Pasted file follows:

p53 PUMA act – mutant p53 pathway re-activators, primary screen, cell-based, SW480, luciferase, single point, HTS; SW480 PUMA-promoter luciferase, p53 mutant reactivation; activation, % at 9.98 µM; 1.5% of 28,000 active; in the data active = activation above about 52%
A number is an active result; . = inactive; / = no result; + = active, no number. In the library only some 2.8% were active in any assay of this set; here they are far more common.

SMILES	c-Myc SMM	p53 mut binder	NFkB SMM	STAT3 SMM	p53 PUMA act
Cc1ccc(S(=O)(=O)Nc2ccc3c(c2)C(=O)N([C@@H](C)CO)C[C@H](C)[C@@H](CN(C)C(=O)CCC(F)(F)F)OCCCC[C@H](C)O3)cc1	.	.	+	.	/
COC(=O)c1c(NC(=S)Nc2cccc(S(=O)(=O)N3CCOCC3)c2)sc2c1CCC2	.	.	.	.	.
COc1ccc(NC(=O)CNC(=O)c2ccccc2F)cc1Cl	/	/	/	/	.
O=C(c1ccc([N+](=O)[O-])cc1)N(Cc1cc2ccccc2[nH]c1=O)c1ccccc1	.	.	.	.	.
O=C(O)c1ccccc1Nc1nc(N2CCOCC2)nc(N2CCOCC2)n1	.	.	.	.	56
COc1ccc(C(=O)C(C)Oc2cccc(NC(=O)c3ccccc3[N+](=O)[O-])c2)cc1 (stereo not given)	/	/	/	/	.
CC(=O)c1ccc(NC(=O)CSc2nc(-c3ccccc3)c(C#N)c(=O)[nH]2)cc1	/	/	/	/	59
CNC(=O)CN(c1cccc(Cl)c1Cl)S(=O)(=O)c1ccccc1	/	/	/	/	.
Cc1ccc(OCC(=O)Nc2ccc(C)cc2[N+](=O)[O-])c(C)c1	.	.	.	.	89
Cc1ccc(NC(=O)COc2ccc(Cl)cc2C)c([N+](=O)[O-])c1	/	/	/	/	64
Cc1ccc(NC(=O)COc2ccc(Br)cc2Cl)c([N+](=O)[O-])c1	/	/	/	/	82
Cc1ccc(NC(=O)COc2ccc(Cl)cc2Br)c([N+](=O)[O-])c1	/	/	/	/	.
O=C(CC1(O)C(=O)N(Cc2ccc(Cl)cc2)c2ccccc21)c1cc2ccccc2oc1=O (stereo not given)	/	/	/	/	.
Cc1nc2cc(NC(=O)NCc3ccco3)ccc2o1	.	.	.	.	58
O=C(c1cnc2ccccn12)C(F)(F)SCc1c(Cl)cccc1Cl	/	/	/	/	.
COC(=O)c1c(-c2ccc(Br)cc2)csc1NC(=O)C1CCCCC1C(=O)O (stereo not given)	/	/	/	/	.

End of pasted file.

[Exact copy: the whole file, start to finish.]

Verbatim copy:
p53 PUMA act – mutant p53 pathway re-activators, primary screen, cell-based, SW480, luciferase, single point, HTS; SW480 PUMA-promoter luciferase, p53 mutant reactivation; activation, % at 9.98 µM; 1.5% of 28,000 active; in the data active = activation above about 52%
A number is an active result; . = inactive; / = no result; + = active, no number. In the library only some 2.8% were active in any assay of this set; here they are far more common.

SMILES	c-Myc SMM	p53 mut binder	NFkB SMM	STAT3 SMM	p53 PUMA act
Cc1ccc(S(=O)(=O)Nc2ccc3c(c2)C(=O)N([C@@H](C)CO)C[C@H](C)[C@@H](CN(C)C(=O)CCC(F)(F)F)OCCCC[C@H](C)O3)cc1	.	.	+	.	/
COC(=O)c1c(NC(=S)Nc2cccc(S(=O)(=O)N3CCOCC3)c2)sc2c1CCC2	.	.	.	.	.
COc1ccc(NC(=O)CNC(=O)c2ccccc2F)cc1Cl	/	/	/	/	.
O=C(c1ccc([N+](=O)[O-])cc1)N(Cc1cc2ccccc2[nH]c1=O)c1ccccc1	.	.	.	.	.
O=C(O)c1ccccc1Nc1nc(N2CCOCC2)nc(N2CCOCC2)n1	.	.	.	.	56
COc1ccc(C(=O)C(C)Oc2cccc(NC(=O)c3ccccc3[N+](=O)[O-])c2)cc1 (stereo not given)	/	/	/	/	.
CC(=O)c1ccc(NC(=O)CSc2nc(-c3ccccc3)c(C#N)c(=O)[nH]2)cc1	/	/	/	/	59
CNC(=O)CN(c1cccc(Cl)c1Cl)S(=O)(=O)c1ccccc1	/	/	/	/	.
Cc1ccc(OCC(=O)Nc2ccc(C)cc2[N+](=O)[O-])c(C)c1	.	.	.	.	89
Cc1ccc(NC(=O)COc2ccc(Cl)cc2C)c([N+](=O)[O-])c1	/	/	/	/	64
Cc1ccc(NC(=O)COc2ccc(Br)cc2Cl)c([N+](=O)[O-])c1	/	/	/	/	82
Cc1ccc(NC(=O)COc2ccc(Cl)cc2Br)c([N+](=O)[O-])c1	/	/	/	/	.
O=C(CC1(O)C(=O)N(Cc2ccc(Cl)cc2)c2ccccc21)c1cc2ccccc2oc1=O (stereo not given)	/	/	/	/	.
Cc1nc2cc(NC(=O)NCc3ccco3)ccc2o1	.	.	.	.	58
O=C(c1cnc2ccccn12)C(F)(F)SCc1c(Cl)cccc1Cl	/	/	/	/	.
COC(=O)c1c(-c2ccc(Br)cc2)csc1NC(=O)C1CCCCC1C(=O)O (stereo not given)	/	/	/	/	.